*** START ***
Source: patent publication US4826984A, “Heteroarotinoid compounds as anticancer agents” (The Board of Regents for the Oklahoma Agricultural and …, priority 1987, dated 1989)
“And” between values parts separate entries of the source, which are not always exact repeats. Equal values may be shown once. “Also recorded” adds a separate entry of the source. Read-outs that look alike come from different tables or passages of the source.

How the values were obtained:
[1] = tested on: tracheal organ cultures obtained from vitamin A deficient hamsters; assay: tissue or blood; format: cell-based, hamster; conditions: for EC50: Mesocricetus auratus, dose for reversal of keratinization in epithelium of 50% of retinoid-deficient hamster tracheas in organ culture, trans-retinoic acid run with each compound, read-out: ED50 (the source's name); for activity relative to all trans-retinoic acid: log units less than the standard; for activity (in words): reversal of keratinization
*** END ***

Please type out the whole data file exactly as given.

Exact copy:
Source: patent publication US4826984A, “Heteroarotinoid compounds as anticancer agents” (The Board of Regents for the Oklahoma Agricultural and …, priority 1987, dated 1989)
“And” between values parts separate entries of the source, which are not always exact repeats. Equal values may be shown once. “Also recorded” adds a separate entry of the source. Read-outs that look alike come from different tables or passages of the source.

How the values were obtained:
[1] = tested on: tracheal organ cultures obtained from vitamin A deficient hamsters; assay: tissue or blood; format: cell-based, hamster; conditions: for EC50: Mesocricetus auratus, dose for reversal of keratinization in epithelium of 50% of retinoid-deficient hamster tracheas in organ culture, trans-retinoic acid run with each compound, read-out: ED50 (the source's name); for activity relative to all trans-retinoic acid: log units less than the standard; for activity (in words): reversal of keratinization